There are a lot of different approaches when it comes to creating a restaurant menu. Some restaurants provide their customers with nothing more than a photocopied half sheet of paper with the daily specials, while others provide a hardbound book listing hundreds of choices. Everything about a menu, from the way each plate is described to the type of paper used in the printing, has something to say about the restaurant. That’s why many large chain restaurants have entire marketing departments dedicated to creating and updating their menus.
However, if you own or manage a smaller establishment, creating or redesigning the menu is your responsibility. While the task can seem daunting, it can be relatively easy to put together and publish a menu if you go about it methodically. At Custom Printing Inc., we have guided hundreds of customers over the years through the process of creating a menu by having them follow a few simple steps.
Consider Your Target Audience
Just like anything else you have written or created, building a menu will require you to first think about who is going to read it. Are your customers sophisticated diners who are expecting luxury or down-to-earth people who want good basic food?
Who you’re designing your menu for will be a significant factor in making decisions throughout the rest of this process. When you need help deciding which way to go on a design choice, consider which one would be more appealing to your customers.
By the way, restaurants with very diverse customer bases may create several different menus. While it may be tempting to do this to solve immediate design problems, the truth is that different menus can be very confusing for staff and customers. If you want to go this route, consider creating a single base menu, then adding shorter menus for different seasons or times of the day.
Build Your Offerings
Next, start working on a list of all of your menu items and their descriptions. At the beginning of the process, it often helps to create a spreadsheet of each menu item that shows key information such as ingredients, production price, and menu price. Before going on to the next step, ensure that this list includes everything your restaurant offers, even if the offerings are only seasonal.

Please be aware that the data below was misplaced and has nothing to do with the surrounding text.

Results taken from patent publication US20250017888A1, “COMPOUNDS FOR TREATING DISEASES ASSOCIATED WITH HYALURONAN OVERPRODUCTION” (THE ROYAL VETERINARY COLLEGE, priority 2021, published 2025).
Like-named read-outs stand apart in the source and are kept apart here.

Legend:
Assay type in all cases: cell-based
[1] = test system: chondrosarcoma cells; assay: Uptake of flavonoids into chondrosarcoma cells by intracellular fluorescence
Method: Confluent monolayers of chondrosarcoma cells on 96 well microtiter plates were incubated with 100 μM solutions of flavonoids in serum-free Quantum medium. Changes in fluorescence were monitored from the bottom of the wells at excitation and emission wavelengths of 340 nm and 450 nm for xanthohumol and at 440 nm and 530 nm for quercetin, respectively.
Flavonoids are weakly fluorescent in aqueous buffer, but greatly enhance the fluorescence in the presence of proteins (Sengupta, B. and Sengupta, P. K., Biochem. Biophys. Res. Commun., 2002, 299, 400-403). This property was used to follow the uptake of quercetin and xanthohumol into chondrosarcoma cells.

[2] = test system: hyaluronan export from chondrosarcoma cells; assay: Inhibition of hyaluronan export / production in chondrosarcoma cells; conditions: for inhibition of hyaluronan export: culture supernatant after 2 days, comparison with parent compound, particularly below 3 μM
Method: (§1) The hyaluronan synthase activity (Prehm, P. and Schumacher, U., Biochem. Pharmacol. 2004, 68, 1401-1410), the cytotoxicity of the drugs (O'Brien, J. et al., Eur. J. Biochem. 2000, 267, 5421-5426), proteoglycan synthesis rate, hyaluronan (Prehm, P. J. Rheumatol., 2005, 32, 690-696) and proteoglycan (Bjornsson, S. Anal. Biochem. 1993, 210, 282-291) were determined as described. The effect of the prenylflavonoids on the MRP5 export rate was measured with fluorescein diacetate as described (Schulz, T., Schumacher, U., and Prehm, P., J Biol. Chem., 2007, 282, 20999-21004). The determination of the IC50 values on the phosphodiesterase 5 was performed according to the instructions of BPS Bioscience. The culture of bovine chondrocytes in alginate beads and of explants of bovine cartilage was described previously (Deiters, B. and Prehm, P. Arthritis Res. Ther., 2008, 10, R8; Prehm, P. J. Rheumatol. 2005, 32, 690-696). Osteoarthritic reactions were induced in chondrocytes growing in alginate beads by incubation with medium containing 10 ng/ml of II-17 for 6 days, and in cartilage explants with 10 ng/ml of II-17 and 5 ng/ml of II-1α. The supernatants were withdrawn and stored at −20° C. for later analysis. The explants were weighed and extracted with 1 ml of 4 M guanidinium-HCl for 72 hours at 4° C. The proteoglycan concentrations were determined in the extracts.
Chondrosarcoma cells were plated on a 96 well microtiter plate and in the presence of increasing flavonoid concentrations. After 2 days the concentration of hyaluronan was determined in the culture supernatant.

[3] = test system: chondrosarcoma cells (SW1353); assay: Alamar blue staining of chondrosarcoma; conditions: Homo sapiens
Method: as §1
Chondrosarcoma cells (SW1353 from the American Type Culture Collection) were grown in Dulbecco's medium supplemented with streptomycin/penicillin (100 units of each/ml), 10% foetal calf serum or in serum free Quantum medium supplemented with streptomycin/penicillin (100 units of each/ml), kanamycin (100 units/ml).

Using this list, start grouping items together by categories, such as appetizers, desserts, entrees, and beverages. After everything has been assigned a section, start creating descriptions for each item on your menu.
Each description should be tailored to its target customers. More expensive offerings need more detailed descriptions that are designed to entice customers, while items with lower profit margins may only warrant a cursory description.
Decide On A Presentation And Layout
After you have a description of each menu item, it’s time to start thinking about how these items will be presented to the customer. This is often the most time-consuming part of the design process but can also be the most important.
Start by deciding on some of the basic details of the menu, such as the number of pages and its overall look. A casual restaurant should stick to a single-page menu with simple descriptions and bright colors. A fine dining establishment, on the other hand, may choose to use multiple pages, more subdued colors, and fancier fonts.
It can be easiest to start with the basic categories such as appetizers, entrees, and desserts. Typically, menus list these three categories in the order customers will consume them throughout their meal. For longer menus, each of these sections should have its own page. It is a good idea to place appetizers in the top left corner on single or double-page menus, while main courses should be placed near the middle. This allows people to see the main selections first, then add appetizers, beverages, and desserts as their eyes move around the page.
It may make sense to group some items together and market them as a base offering with a list of additional options. A typical example of this is burgers. Rather than list out every possible combination of topics and ingredients, some casual restaurants choose to give their customers a detailed description of the meat and bun, then list out every option from cheese to guacamole as additional options.
Be sure to mark menu items that meet specific diets, such as gluten-free, kosher, or high-protein selections. Also, be sure to label allergens clearly in each selection.
Consider the creation of specialty menus for desserts and beverages. Not only do separate menus highlight these items, but they also make it much easier for servers to introduce them to customers after the main menus have been taken away.
Once all of these details have been worked out, it’s time to consider the final details in the overall presentation of the menu. For multi-page menus, this means designing the cover, while more casual menus may only need to have a heading and border designed. This part of the design process can involve a lot of decisions. The cover of a menu is often the very first thing that customers see when they sit down.
After this part of the menu has been designed, it’s time to finalize the design. Ideally, get only one trusted person to review the menu. Having many people involved in the review process often leads to everyone offering a different opinion, which, more often than not, stymies the design process.
Finally, decide on details such as whether or not the menu will be laminated, if the menu will have a cover, and how many copies of the menu will be needed.